• Says 40% of Anambra landmass under threat
By Johnbosco Agbakwuru
Governor Charles Soludo has rushed to Abuja to seek help in containing stunning erosion in Anambra State, appealing to the Federal Government and development partners to come to the rescue of his state.
According to him, between 30% and 40% of Anambra land is threatened by erosion and other ecological problems.
Sunday Vanguard had reported, last week, that Onitsha in Anambra State was battling erosion horrors occasioned by heavy floods.
“One of the institutions worst hit is the Metallurgical Training Institute, MTI, sited in the ancient town”, the report had said.
“Somehow this national monument is among structures on the verge of being washed away by floods.
“Sunday Vanguard learnt that what is of major concern at the institute is that erosion has destroyed two hostels and part of the institute’s fence. Also MTI’s main link road has been destroyed and washed away”.
Soludo, who met Vice President Yemi Osinbajo at the Presidential Villa, Abuja, on Wednesday, four days after the report, said the state was facing serious ecological crisis.
While noting that erosion had become a matter of a state of emergency in Anambra, which the state’s entire budget for ten consecutive years will not be sufficient to remedy, he said only an urgent intervention by the Federal Government and development partners could save the situation.
He, however, disclosed that the state government had commenced steps towards introducing better environmental awareness among the people, saying it was targeted at limiting factors that worsen the erosion problem.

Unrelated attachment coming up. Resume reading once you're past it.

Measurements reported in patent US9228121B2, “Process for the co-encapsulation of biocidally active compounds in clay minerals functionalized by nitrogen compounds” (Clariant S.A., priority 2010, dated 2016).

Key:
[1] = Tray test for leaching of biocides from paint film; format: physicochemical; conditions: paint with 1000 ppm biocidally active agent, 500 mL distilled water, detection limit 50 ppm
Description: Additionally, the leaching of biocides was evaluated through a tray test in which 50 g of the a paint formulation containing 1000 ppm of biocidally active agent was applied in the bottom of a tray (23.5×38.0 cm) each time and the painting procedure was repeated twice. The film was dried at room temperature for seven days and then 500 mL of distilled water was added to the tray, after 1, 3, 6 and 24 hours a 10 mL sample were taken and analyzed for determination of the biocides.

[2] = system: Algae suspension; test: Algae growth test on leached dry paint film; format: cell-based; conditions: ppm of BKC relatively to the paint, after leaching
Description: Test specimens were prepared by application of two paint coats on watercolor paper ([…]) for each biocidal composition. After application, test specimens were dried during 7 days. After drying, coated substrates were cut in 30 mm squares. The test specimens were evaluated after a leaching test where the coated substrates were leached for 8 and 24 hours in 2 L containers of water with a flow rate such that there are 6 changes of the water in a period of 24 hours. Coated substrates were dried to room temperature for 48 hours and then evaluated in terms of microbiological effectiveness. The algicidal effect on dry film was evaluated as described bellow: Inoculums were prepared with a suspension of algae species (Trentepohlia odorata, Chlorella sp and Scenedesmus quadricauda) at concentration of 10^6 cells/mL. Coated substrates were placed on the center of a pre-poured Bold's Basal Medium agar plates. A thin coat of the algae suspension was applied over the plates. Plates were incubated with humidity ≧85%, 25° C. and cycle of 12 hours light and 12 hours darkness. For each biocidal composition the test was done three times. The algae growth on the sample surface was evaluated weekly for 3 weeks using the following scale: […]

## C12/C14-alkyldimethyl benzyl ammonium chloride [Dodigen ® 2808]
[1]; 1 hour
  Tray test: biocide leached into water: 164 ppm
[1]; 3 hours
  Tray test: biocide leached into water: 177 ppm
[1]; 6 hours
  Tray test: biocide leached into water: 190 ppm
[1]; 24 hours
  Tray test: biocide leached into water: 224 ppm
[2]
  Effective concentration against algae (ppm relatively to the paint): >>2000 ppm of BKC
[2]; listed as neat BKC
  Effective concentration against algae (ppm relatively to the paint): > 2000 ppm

“The environment is our number one existential threat, other than security, and Anambra is the erosion capital of Nigeria”, Soludo said.
“Perhaps, you might know that about 30% to 40% of our land is under threat of erosion.
“There’s no other state like Anambra when it comes to erosion. Even last week, somewhere between Ezinhifite/Osumenyin Road was cut off again and several…huge gullies everywhere, Obosi, Oko, Nanka, Aguolo, everywhere, there’s erosion menace.
“Like I said, while our landmass is shrinking massively due to erosion and so on, it’s far, far beyond the capacity of a state government to deal with.
“Even if you were to sink the entire budget of the state into dealing with the gully erosion in the state, even if you were to sink all of them for the next ten years, it will still be like a drop in the ocean.
“This is an area where the state government wishes to partner effectively with the Federal Government and the development partners to deal with that. It is a state of emergency, with regards to erosion.
“And, of course, we’re also promoting this concept of responsible citizenship on the part of our people, to be able to take some responsible steps.
“We are providing some regulations; people controlling the runoff water from their homes, they don’t just pipe them and get them off on the streets.
“Of course, they must go somewhere, contain it within you your place. Building controls; it will designate drain versus buildable areas, and so on and so forth.
“Then of course, trying to tackle these things with early warning signals, and we’ll begin to tackle them.
“Clean up our drainages and make sure we channel runoff waters down to rivers and so on and so forth and not let them percolate on the road or try to go to unwanted places and so on and so forth.
“We’re doing quite a whole lot. There are a few of them that have become like where the roads have been cut off, for example.
“We have no choice but to try to do something, but ultimately, to deal with the kind of erosion menace we have in Anambra will require quite very active, massive resource injection by the Federal Government”.